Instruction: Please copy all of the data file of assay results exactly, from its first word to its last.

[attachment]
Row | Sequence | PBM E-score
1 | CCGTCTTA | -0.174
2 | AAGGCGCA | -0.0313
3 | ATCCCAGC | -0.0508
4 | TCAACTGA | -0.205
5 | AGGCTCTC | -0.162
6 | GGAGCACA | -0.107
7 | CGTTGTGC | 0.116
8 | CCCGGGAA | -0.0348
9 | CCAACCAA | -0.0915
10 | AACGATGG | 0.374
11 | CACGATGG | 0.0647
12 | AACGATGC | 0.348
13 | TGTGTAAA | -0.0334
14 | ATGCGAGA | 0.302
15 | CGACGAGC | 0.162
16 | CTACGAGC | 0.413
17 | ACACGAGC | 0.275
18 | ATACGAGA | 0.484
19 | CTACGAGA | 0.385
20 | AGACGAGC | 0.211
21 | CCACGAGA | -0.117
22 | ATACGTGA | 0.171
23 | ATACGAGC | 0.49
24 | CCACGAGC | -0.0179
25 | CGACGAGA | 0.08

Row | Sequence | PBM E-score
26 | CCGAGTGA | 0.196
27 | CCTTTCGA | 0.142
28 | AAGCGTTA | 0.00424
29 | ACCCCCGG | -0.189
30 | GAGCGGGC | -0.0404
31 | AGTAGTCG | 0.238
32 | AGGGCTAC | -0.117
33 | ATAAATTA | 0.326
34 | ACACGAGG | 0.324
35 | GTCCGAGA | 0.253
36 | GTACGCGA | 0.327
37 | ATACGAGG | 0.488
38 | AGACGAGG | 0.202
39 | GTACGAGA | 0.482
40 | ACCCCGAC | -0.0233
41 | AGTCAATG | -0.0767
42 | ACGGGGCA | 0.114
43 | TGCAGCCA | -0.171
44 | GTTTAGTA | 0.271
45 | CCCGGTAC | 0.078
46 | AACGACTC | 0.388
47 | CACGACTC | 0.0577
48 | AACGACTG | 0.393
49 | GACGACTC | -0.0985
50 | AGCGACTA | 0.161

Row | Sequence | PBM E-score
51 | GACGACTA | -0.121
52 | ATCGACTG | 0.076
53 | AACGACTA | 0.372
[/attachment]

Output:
Row | Sequence | PBM E-score
1 | CCGTCTTA | -0.174
2 | AAGGCGCA | -0.0313
3 | ATCCCAGC | -0.0508
4 | TCAACTGA | -0.205
5 | AGGCTCTC | -0.162
6 | GGAGCACA | -0.107
7 | CGTTGTGC | 0.116
8 | CCCGGGAA | -0.0348
9 | CCAACCAA | -0.0915
10 | AACGATGG | 0.374
11 | CACGATGG | 0.0647
12 | AACGATGC | 0.348
13 | TGTGTAAA | -0.0334
14 | ATGCGAGA | 0.302
15 | CGACGAGC | 0.162
16 | CTACGAGC | 0.413
17 | ACACGAGC | 0.275
18 | ATACGAGA | 0.484
19 | CTACGAGA | 0.385
20 | AGACGAGC | 0.211
21 | CCACGAGA | -0.117
22 | ATACGTGA | 0.171
23 | ATACGAGC | 0.49
24 | CCACGAGC | -0.0179
25 | CGACGAGA | 0.08

Row | Sequence | PBM E-score
26 | CCGAGTGA | 0.196
27 | CCTTTCGA | 0.142
28 | AAGCGTTA | 0.00424
29 | ACCCCCGG | -0.189
30 | GAGCGGGC | -0.0404
31 | AGTAGTCG | 0.238
32 | AGGGCTAC | -0.117
33 | ATAAATTA | 0.326
34 | ACACGAGG | 0.324
35 | GTCCGAGA | 0.253
36 | GTACGCGA | 0.327
37 | ATACGAGG | 0.488
38 | AGACGAGG | 0.202
39 | GTACGAGA | 0.482
40 | ACCCCGAC | -0.0233
41 | AGTCAATG | -0.0767
42 | ACGGGGCA | 0.114
43 | TGCAGCCA | -0.171
44 | GTTTAGTA | 0.271
45 | CCCGGTAC | 0.078
46 | AACGACTC | 0.388
47 | CACGACTC | 0.0577
48 | AACGACTG | 0.393
49 | GACGACTC | -0.0985
50 | AGCGACTA | 0.161

Row | Sequence | PBM E-score
51 | GACGACTA | -0.121
52 | ATCGACTG | 0.076
53 | AACGACTA | 0.372